The initial draft took 3 months to write.  Then finishing the novel took another 3 years.  Avoid the word “had”.  Avoid the word “suddenly”.  Pay attention to points of view (POV).  Within a few sentences in every chapter, the reader should know who’s head they’re in.  Who’s POV.  And don’t switch around within a chapter without a white space separating paragraphs.  Unless, maybe, the action is intense.
And don’t forget what I said about that initial draft.

Louise: Good tips! I think POV is hard to conquer for most new writers. Thank goodness my critique points these errors to me in my drafts. Do you write full time? What did you do before you became a writer or still do?

Greg: I don’t actually consider myself a writer. If someone at a party asks me what I do, I’ll say, “I’m a sales director at Cisco”. They’ll usually say, “Sysco, the food company?”. And I’ll reply, “No, Cisco, the high tech internet company” and that’s when their eyes usually glaze.

That would be so wonderful to one day be able to write full time and when people ask me what I do, I could say, “I’m a writer”. And they would know what that means.

Louise: Do you have a ritual when it comes to writing? Example….get coffee, blanket, paper, pen, laptop and a comfy place. Describe a typical writing day for you.

Greg: I write everything in my home office.  Nice computer set up, everything on Microsoft Word.  What may be unique is that I write everything in the morning.  Early morning.  Typically between 4:00am and 7:00am.  Those are my peak times where I’m the most creative and can get totally absorbed in the story.
That’s writing.

Now editing is a different story.   To edit, I’ll wait a few days to let what I wrote settle.  Then I’ll print it out maybe 10 pages at a time and I’ll read it out loud.  I’ll use accents in the right places for the various characters.  This helps get the dialogue more natural and really helps to polish the writing.
A lot of times it looks fine on the printed page, particularly to the author.  But when you hear it, you can tell it’s off.  Anyone else reading it would detect an unnatural flow.  It would bug them.  You miss it as the writer.  But you pick it up when you hear it.

Writing’s the easy part in a way.  It’s the hour upon hour upon hour of editing that takes more time – but is so necessary to have a nice finished work.

Louise: Please give us a sneak peek at your future books. What’s on the horizon?

Greg: Thinking of an inSyte 2.  I have a lot of ideas about where the technology would go once multiple people have it.  Think about it – what can you do now with instant messaging, texting, skype?

Louise: What is your favorite genre to read and who is your favorite author?

Greg: I had a close friend in high school who influenced my reading. We both read a lot of sci-fi back then. Isaac Asimov was huge. Some Robert Heinlein. Stranger in a Strange Land – who could forget that?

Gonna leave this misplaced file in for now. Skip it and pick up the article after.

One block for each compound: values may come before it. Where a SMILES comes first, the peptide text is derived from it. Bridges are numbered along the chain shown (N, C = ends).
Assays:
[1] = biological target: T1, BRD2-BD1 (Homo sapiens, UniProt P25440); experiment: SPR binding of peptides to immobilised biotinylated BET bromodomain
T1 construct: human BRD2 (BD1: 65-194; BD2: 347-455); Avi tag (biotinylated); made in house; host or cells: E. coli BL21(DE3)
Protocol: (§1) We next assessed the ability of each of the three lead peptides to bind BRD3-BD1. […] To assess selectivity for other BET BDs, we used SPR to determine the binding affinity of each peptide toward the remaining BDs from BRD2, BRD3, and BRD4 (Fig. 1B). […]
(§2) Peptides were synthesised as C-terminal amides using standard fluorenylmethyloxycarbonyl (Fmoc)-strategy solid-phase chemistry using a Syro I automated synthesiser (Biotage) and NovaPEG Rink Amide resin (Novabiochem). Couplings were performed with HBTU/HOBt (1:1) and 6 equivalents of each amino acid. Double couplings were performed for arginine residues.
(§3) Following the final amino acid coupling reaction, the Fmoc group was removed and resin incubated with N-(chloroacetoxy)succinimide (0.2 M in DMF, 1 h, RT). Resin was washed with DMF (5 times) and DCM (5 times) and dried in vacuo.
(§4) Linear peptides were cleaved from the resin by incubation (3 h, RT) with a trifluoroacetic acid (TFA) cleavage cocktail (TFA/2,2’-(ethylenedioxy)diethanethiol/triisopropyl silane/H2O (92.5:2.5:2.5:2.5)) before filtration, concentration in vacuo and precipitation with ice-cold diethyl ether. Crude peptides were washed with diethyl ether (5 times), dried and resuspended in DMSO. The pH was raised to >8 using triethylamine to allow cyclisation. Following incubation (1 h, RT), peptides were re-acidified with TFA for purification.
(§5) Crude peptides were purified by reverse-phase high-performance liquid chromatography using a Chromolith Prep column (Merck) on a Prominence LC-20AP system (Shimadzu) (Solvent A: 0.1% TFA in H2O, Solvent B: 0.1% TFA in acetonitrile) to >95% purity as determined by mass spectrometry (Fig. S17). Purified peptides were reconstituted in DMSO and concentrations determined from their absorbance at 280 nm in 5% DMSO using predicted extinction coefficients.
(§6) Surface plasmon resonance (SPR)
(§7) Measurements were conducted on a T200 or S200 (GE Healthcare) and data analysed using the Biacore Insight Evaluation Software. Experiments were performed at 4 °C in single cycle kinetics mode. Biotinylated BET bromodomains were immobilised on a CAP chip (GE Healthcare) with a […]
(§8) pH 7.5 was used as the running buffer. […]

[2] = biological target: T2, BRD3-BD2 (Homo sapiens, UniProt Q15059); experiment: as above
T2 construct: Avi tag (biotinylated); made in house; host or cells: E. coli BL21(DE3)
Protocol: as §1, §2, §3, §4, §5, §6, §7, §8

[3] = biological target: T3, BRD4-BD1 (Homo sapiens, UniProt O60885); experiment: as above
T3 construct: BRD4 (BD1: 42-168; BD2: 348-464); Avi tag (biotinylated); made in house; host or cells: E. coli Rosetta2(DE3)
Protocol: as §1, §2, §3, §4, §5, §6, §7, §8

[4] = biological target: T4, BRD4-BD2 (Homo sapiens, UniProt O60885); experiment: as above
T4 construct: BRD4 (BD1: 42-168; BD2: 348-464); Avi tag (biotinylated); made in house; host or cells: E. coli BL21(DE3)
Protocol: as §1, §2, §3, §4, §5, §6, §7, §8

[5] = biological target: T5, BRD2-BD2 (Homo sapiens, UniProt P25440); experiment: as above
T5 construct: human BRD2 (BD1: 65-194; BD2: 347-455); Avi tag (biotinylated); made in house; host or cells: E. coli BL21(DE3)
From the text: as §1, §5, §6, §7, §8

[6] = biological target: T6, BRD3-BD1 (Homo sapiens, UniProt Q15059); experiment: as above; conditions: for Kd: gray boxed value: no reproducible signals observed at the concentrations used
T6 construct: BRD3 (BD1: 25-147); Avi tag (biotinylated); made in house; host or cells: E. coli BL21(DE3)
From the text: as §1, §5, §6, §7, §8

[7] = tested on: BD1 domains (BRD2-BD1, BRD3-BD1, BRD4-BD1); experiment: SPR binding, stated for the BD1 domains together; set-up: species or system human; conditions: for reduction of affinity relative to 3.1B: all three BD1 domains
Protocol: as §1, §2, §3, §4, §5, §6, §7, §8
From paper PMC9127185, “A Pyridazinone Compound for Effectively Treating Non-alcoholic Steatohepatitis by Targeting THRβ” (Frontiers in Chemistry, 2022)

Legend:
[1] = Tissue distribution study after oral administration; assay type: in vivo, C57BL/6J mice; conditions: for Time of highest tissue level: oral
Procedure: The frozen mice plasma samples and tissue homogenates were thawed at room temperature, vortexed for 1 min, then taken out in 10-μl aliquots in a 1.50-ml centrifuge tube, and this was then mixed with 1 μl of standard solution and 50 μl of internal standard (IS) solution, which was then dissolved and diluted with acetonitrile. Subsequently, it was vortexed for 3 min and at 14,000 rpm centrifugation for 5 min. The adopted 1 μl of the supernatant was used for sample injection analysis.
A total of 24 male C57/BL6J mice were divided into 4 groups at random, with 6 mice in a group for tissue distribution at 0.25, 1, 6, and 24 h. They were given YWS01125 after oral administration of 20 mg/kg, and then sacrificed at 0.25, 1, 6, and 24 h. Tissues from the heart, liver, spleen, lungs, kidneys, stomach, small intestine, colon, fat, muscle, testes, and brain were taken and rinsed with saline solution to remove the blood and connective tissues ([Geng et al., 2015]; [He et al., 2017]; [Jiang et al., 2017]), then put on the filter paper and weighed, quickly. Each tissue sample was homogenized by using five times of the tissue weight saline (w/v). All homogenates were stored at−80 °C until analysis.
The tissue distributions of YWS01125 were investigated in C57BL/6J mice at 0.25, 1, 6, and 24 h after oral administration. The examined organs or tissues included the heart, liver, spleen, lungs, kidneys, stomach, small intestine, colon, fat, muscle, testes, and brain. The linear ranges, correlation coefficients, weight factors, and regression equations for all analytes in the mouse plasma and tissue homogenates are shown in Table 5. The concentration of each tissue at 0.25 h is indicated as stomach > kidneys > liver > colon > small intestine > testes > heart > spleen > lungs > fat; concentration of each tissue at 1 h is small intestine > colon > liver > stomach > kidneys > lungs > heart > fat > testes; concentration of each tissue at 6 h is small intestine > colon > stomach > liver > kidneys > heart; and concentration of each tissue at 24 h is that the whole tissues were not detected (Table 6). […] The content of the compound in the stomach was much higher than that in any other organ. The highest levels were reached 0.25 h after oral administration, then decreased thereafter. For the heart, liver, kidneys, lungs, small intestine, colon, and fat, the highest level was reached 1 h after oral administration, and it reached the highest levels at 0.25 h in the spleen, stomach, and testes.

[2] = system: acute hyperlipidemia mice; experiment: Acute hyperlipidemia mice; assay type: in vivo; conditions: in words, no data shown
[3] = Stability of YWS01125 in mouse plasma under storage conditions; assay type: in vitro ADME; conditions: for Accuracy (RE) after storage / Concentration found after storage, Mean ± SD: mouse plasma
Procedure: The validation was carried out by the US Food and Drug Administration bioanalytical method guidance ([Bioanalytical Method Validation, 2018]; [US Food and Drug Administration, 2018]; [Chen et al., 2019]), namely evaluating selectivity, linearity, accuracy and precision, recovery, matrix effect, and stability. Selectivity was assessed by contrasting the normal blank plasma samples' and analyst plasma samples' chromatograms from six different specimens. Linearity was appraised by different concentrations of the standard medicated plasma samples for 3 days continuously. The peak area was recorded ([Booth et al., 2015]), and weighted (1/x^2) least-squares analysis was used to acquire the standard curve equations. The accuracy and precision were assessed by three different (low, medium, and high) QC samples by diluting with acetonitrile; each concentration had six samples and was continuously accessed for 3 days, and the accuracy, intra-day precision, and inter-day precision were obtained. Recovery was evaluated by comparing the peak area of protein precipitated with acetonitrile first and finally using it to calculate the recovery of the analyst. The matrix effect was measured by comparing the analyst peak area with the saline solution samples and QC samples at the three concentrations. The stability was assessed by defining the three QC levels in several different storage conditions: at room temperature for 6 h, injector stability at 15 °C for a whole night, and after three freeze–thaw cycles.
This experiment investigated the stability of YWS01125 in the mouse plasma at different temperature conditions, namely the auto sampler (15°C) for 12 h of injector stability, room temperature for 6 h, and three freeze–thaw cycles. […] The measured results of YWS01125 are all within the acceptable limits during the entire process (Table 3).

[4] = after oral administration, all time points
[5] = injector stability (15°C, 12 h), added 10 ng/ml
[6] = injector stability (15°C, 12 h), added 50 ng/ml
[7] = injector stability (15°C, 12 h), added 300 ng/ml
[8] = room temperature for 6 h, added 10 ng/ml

Then somebody turned me onto Stephen King. He had a new novel out called The Stand. Wow – that book rocked my world. I was in my late teens and a friend of my mothers' handed me the book and said it was interesting. I remember thinking – this book is about 800 pages and some woman in her forties thinks it’s interesting. I don’t think so. 
But I started reading it because I had nothing else to do one night.  No TV, no ipods, no internet. This was the dark ages of the late 70’s. Well, we had TV but not in my room. 
I finished the novel in maybe 3 days. 
So Stephen King has been very influential to my writing. And Thomas Harris. I think Cheslov is a cross between Randall Flag in The Stand and Hannibal.

Louise: I'm a huge fan of Stephen king and I got to see him in person at the Savannah Book Fest last month! Is there anything else you would like to tell the readers we have not touched on?

Greg: To all of you aspiring writers…
Creating the initial draft is the hardest. The initial overall idea of what your book is going to be about.  Who are the characters, what’s the high concept, where will the conflict come from. 

Once you get past that and start writing, then the rest is easy.

And once you get that initial draft completed – then it’s fun.  Truly.  From that point forward, you only need to polish.  Just pick you’re your gem every few days and polish for a few minutes.  Here someone say something funny at the mall, consider a tree limb in a park and how you might describe it, smell a familiar smell and let your mind run – all of these ‘experiences’ … feel them and bring them back into your novel as you polish and make it shine and breathe life into it.  That’s the best part.  Oh, it’s so hard to get that gem established at first.  But once you do, it’s your gem.  And it may never sell, it may never make millions of dollars – but it’s your gem and you can publish it and you can get it in print and you can show your friends and one day your children and one day, many years from now, you’ll read that work as a different person, as an old person.  You’ll wonder who wrote that?  You’ll be amazed all over again.

Louise: Where can the readers learn more about you and find your books on the web?

Greg: On my Web site, my Blog and Fans can email me at

Readers, Greg is giving away a copy of inSyte to one lucky commenter! Let Greg know your favorite Stephen King book or movie, if not a fan then your favorite author of paranormal, horror or sci-fi. Also, please include  your email address so we can easily contact the winner. Comments open 6 am today and will close 11 pm PST. Drawing will be held Mar 11. 

Purchase Links:


Greg Kiser is happily married to a wonderful and inspirational wife, Serena, and has two beautiful children – Miller and Grace.

Greg graduated from Southern Polytechnic University in Atlanta with a BS in Electrical Engineering. Greg also earned his MBA from the University of South Florida. He is currently a Director at Cisco, a high tech fortune 50 multinational corporation.

Greg has written extensively for fortune 50 high tech firms in describing next generation networks and painting pictures of the true evolution of technology for the consumer.


  1. Love, love, love this interview. First, I'm so jealous and *pouting* I want to come to Florida for a day lol. Great tips on the POV Greg. I'm so going to use that on my next project I'm working on and you will be listed as the author giving the advice. Awesome. Thank you for hosting Greg today Louise. Job well done both of you. :)

  2. Hi Greg! Thanks again for visiting with me today. It's cool we have the same authors we enjoy reading in common. I'm eagerly awaiting Stephen King's next installment on The Dark Tower series to release in April!
    Bk, thank you. Yes, this was a great interview and I too will be referring to Greg's POV tip while writing.